”Through my art, I have seen the world. In turn, the world learned about my Ndebele heritage. I speak isiNdebele, I walk isiNdebele and I wear isiNdebele – it is my culture. I am humbled and honoured to receive this prestigious accolade for keeping my culture alive for the generation to come after me.” This was the sentiment of South Africa’s foremost Ndebele artist and international icon, Esther Nikwambi Mahlangu, who with song, cheers and a standing ovation accepted an honorary doctoral degree from the University of Johannesburg (UJ) on Monday, 09 April 2018.
“With this honorary doctorate, we recognise Esther Mahlangu for her legacy as a cultural entrepreneur, skillfully negotiating local and global worlds, and as an educator. Indeed, as a visionary individual, she traverses what to others are insurmountable political barriers. From now on it is Dr Mahlangu!” said Professor Federico Freschi, the Executive Dean of the Faculty of Art, Design and Architecture (FADA) at UJ.
Dr Mahlangu began painting as a child. At the age of 10, her mother and grandmother in accordance with tradition have taught her the art of Ndebele homestead wall painting and beadwork. Her work came to international attention in 1989 after her inclusion on the important exhibition Magiciens de la terre, held at the Centre Pompidou in Paris.
In 1991, she painted the 525i model for the BMW Art Car Series, the first woman and the first person from outside Europe or the United States to do so. He designs also covered the tails of British Airways aircraft in 1997, and on the new Fiat 500
In 2017, artist Imani Shanklin Roberts on a Tribeca boulevard in New York celebrated her with a mural. In collaboration with Swedish fashion designer, Eytys, embroidered Ms Mahlangu’s designs on to the Doja Mahlangu series, reaching the ramp of more than one European Fashion Week.
Over the past three decades, Dr Mahlangu has exhibited both mural and canvas paintings throughout Europe, Asia, North and South America, also capturing the imagination of more than one generation on social media through charitable campaigns.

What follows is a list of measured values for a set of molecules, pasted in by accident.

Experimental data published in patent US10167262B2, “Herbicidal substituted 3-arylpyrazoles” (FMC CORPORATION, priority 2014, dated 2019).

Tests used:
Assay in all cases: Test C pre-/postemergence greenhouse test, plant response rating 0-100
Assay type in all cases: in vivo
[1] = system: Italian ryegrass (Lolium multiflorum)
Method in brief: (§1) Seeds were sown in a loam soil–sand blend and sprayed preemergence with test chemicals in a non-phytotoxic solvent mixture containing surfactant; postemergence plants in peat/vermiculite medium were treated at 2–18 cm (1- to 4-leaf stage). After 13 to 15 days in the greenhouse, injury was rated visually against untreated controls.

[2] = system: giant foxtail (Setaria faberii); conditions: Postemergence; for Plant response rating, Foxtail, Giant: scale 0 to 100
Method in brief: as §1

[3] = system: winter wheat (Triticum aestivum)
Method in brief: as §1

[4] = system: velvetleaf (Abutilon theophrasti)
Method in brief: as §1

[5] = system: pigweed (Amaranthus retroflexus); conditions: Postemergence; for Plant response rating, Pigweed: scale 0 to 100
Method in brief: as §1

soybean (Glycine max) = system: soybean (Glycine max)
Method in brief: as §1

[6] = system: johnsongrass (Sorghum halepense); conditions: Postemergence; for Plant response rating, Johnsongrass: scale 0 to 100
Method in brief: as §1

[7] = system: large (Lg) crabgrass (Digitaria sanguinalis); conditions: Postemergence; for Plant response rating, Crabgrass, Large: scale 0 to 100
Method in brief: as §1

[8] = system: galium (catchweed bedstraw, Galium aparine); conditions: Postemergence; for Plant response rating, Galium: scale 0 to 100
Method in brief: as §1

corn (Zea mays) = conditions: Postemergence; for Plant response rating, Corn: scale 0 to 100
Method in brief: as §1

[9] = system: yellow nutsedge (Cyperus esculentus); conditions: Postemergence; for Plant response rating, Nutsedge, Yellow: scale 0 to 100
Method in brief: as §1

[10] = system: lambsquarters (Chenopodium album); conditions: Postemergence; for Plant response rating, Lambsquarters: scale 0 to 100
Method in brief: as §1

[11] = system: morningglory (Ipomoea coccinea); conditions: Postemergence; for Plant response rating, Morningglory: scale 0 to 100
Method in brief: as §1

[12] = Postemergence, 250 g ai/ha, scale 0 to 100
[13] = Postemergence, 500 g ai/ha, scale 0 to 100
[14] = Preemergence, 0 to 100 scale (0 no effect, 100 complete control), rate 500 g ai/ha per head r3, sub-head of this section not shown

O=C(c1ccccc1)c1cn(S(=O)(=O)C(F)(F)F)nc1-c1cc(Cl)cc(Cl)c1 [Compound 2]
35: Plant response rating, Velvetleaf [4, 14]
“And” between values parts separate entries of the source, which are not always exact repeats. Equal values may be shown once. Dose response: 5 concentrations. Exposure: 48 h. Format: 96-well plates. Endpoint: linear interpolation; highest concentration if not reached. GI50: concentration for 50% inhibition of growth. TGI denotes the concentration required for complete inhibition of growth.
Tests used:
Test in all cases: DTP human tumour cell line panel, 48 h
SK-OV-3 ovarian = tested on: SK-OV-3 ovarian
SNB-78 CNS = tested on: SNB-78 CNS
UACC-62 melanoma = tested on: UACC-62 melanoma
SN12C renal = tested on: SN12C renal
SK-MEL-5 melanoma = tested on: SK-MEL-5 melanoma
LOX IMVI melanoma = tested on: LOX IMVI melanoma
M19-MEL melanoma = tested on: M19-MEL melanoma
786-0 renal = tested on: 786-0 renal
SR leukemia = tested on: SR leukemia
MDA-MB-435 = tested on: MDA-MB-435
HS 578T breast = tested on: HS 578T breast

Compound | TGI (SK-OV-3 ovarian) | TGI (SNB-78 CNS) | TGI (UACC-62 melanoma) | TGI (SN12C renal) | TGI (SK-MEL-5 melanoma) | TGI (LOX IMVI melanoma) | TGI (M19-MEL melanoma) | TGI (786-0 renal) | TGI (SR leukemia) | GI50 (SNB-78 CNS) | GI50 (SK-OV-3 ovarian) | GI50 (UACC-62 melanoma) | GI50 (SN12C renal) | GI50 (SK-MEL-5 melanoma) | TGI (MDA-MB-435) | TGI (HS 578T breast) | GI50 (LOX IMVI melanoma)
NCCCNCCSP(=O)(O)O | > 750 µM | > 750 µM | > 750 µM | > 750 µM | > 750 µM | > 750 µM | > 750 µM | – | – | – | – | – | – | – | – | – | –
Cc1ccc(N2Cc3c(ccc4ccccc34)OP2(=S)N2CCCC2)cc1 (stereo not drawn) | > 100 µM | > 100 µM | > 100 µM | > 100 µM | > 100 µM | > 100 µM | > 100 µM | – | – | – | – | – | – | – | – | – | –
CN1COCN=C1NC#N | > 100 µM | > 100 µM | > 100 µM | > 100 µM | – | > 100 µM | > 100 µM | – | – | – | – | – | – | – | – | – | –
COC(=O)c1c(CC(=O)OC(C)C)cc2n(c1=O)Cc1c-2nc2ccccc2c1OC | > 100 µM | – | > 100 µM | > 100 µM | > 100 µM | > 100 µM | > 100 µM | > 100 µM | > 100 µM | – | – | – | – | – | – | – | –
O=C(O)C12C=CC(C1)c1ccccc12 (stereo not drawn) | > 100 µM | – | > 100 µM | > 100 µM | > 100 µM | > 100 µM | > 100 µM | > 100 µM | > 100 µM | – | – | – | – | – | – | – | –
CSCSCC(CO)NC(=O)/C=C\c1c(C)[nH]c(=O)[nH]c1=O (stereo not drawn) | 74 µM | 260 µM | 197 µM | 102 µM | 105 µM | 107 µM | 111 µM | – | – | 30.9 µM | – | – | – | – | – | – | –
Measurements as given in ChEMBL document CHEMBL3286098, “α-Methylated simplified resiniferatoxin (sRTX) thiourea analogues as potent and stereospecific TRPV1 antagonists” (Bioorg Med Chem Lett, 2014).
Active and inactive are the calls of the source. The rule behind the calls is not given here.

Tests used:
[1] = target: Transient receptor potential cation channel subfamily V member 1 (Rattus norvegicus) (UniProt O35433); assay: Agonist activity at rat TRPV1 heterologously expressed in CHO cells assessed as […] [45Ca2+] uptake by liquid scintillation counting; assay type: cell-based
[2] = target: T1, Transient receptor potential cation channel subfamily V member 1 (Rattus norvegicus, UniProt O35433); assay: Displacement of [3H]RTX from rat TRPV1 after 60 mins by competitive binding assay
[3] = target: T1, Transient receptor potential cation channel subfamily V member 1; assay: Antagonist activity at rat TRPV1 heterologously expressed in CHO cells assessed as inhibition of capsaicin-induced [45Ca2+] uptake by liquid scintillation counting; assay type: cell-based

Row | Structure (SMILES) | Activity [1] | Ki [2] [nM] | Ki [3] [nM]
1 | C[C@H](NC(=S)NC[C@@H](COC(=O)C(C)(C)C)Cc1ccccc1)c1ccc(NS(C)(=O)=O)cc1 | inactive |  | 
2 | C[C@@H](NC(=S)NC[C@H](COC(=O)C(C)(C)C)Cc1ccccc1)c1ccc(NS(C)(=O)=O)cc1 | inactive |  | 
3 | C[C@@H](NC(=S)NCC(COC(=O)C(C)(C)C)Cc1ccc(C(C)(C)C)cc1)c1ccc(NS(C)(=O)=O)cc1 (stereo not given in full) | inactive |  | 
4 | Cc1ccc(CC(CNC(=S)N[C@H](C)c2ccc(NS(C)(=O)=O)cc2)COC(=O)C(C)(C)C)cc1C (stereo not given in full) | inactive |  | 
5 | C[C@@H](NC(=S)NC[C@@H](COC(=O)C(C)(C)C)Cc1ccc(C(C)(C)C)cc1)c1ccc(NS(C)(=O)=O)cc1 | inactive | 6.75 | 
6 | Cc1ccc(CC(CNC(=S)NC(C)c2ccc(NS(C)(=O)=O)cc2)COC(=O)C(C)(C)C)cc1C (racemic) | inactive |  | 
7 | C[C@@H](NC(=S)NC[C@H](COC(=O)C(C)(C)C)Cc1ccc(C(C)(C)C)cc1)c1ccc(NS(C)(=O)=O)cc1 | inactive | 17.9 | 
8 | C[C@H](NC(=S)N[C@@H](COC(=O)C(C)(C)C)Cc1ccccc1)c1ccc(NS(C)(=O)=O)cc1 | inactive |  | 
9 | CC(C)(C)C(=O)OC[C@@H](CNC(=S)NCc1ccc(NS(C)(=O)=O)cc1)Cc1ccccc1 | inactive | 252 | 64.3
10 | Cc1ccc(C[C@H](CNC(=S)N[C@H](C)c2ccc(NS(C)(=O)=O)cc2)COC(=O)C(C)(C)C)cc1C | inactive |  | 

She collaborated with American singer, songwriter, musician and actor John Legend in a 2017 Belvedere Vodka advertising campaign, along with RED (a Bono-founded charitable organisation) to raise awareness and raise funds for the fight against HIV/AIDS in Africa.
As a national icon and custodian of heritage Dr Mahlangu has been honoured with awards and medals by Government many times, and by more than one South African president. She received the Order of Ikhamanga, silver class, in 2006, as well as the Mpumalanga Arts and Culture Award, an award from the French Ministry of Culture, two awards from Radio Ndebele, and many others from South Africa and abroad.
“In the context of current debates in South African institutions of higher learning on questions of decolonisation of the curriculum, Dr Mhlangu is a living example of how authentic African knowledge systems can be articulated meaningfully and sustainably,” said Prof Freschi.
“In her, we have an icon worthy of being looked up to by the next generation of creatives, and the University, in particular, FADA is greatly honoured to confer the degree of Philosophiae Doctor honoris causa upon her.”
Dr Mahlangu is the third recipient of an honorary doctorate conferred by the University during this year’s autumn graduation season.
In March, Chief Justice Mogoeng Mogoeng received an honorary doctorate in recognition of his pioneering commitment to serving humankind by upholding the independence of the judiciary and by promoting access to justice in tangible ways.
In February, the University acknowledged Prof Robert Fry Engle, a world-renowned economist and the 2003 Nobel laureate in economics for his pioneering discovery of a method for analysing unpredictable movements in financial market prices and interest rates
Dr Mahlangu concluded: “This honour bestowed on me today binds me to this institution that shares my passion. I have respect for the University and it endeavours to promote Africanism.”